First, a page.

Mystery Solved: Guttural Pouches

We know that all horses have a guttural pouch, and some of their distant relations have a smaller version of the same structure. But until very recently, we didn’t know why they existed.

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What an amazing athletic machine is the horse. Few other animals of similar size and bulk manage to move with such efficiency, grace, and sheer speed. But despite our having worked side by side for centuries, there’s still much we don’t understand about a horse’s inner workings.

Take the guttural pouch, for example. It’s a strange, fist-sized cavity high up in the horse’s skull, slightly behind his ears. Officially, it’s an “outpouching” of the eustachian tubes (the passageway that takes in soundwaves from the ears), which drains just behind the nasal septum. Technically speaking, there are two guttural pouches, separated by a thin membrane–one for each eustachian tube–but for the most part they’re referred to as a single structure. All the guttural pouch seems to hold is air–about 300 to 500 ml worth on each side.

We know that all horses have a guttural pouch, and some of their distant relations have a smaller version of the same structure (rhinos, tapirs, and hyraxes–those little short-eared mountain rabbits). We know that very few other animals have anything similar. But until very recently, we didn’t know why they existed.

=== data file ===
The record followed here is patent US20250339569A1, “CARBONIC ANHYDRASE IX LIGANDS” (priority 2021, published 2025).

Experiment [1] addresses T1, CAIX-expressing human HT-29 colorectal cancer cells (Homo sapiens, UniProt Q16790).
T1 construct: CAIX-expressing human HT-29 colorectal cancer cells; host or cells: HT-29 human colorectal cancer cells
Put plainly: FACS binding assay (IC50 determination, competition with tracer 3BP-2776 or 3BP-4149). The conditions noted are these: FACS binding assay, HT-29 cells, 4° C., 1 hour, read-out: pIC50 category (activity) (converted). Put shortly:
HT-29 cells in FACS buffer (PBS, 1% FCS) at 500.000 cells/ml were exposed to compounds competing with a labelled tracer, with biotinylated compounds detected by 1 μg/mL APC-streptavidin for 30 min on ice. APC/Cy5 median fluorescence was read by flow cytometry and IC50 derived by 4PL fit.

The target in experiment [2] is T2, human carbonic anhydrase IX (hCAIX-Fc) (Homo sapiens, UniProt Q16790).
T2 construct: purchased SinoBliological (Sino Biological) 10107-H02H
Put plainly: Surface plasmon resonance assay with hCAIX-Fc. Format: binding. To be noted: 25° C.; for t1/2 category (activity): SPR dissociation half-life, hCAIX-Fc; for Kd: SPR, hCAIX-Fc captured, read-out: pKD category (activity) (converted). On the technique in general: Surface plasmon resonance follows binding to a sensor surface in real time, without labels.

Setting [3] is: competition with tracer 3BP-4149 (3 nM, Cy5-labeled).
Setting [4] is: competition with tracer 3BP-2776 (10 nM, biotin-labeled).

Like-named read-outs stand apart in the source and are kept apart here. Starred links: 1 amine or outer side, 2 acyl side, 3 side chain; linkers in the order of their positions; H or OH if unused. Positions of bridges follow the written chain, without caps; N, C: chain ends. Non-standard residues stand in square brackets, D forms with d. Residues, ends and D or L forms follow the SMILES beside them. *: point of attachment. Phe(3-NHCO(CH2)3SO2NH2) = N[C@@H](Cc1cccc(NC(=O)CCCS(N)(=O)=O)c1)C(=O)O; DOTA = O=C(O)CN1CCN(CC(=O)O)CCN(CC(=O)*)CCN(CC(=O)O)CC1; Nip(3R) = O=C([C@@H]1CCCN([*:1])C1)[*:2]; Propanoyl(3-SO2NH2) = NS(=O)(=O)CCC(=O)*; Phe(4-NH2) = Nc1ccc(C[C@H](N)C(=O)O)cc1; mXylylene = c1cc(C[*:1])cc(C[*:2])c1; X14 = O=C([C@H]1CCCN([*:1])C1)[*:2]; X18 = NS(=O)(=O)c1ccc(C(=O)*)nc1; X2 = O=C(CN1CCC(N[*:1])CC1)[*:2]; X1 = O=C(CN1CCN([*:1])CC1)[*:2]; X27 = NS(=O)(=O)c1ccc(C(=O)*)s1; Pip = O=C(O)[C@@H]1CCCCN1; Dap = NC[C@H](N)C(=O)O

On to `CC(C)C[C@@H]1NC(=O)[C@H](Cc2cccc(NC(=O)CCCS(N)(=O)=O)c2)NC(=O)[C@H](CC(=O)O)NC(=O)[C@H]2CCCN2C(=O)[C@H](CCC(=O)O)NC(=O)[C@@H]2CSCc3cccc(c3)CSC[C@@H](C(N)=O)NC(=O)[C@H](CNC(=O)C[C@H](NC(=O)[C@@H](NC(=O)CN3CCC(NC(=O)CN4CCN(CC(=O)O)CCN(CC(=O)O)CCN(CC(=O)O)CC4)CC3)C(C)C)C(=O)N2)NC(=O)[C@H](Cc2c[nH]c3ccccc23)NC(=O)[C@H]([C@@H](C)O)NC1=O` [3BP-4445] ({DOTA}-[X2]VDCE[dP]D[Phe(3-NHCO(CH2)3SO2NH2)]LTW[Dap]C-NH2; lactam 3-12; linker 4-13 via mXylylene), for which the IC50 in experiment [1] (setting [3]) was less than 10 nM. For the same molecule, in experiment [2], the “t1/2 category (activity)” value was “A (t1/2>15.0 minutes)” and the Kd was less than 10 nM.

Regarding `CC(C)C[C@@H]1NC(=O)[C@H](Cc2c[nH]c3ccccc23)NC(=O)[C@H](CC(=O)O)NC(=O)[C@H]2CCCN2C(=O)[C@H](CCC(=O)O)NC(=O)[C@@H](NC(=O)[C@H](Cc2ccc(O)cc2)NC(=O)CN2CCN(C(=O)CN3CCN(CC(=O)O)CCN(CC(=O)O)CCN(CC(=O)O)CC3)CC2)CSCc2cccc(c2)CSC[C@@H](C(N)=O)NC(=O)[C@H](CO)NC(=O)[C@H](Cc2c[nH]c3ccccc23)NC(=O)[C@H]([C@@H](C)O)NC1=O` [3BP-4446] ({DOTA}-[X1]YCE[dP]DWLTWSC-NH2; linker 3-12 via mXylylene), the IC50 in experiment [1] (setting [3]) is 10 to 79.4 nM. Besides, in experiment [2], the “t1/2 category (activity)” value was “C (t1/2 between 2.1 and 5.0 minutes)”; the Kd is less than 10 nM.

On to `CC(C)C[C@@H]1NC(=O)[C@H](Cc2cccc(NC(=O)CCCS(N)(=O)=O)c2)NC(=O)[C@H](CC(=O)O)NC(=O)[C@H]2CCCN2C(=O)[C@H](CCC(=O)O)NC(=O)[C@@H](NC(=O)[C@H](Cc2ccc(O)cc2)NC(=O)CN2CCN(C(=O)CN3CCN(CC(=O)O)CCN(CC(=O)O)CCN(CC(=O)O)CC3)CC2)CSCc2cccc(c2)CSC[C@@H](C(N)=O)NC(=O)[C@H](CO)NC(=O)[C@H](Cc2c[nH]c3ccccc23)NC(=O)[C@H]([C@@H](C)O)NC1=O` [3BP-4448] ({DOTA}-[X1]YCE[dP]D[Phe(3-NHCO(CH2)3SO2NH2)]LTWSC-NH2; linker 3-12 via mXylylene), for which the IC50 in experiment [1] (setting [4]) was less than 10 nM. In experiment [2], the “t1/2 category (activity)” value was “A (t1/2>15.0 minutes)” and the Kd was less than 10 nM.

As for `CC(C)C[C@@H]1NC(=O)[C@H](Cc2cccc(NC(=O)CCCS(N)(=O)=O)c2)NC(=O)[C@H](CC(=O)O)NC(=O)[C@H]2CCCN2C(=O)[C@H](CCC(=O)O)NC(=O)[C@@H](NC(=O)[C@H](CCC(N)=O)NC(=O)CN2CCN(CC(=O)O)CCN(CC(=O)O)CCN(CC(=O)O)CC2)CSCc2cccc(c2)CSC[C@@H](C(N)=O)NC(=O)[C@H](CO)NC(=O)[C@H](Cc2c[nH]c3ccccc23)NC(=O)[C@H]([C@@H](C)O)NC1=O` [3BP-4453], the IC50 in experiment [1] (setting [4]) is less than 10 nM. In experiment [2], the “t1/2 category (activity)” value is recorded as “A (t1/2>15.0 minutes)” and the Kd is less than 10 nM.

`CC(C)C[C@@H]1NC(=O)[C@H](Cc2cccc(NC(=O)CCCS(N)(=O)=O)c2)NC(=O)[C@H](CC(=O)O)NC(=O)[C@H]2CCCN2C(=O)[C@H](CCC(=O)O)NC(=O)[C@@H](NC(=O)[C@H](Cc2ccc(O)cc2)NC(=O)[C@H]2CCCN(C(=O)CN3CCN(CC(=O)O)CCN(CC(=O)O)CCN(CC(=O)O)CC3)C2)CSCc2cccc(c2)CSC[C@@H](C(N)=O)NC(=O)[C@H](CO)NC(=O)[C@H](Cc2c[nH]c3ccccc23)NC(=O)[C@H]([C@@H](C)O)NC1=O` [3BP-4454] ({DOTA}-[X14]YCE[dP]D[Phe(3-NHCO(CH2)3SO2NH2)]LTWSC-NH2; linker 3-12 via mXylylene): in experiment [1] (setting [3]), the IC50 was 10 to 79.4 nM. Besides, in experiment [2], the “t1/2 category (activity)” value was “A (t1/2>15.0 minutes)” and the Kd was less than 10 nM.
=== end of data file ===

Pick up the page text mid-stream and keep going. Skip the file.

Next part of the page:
Various fanciful functions for this big air space have been proposed over the centuries–a resonating chamber for the equine whinny, perhaps? A mechanism to help horses swallow? An air pressure regulator for the ear drum? A hearing aid? But basically, it seemed the guttural pouch’s raison d’etre was to be the equivalent of the human appendix–an apocryphal structure whose main function was to cause trouble. As anyone who has struggled with respiratory disease in his barn knows, the guttural pouch is a prime site for stubborn infections, either bacterial or fungal, which can cause persistent drainage of gunk from one or both nostrils. On occasion, the guttural pouch can suffer from a condition called tympany, in which it overinflates with air. (This happens most often with foals, who end up looking like chipmunks storing nuts for the winter.) It’s also prone to hemorrhages from the internal carotid artery, which runs for about 10 cm through the thin mucous membrane of the guttural pouch on its way to the brain

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Written by:

Karen Briggs is the author of six books, including the recently updated Understanding Equine Nutrition as well as Understanding The Pony, both published by Eclipse Press. She’s written a few thousand articles on subjects ranging from guttural pouch infections to how to compost your manure. She is also a Canadian certified riding coach, an equine nutritionist, and works in media relations for the harness racing industry. She lives with her band of off-the-track Thoroughbreds on a farm near Guelph, Ontario, and dabbles in eventing.

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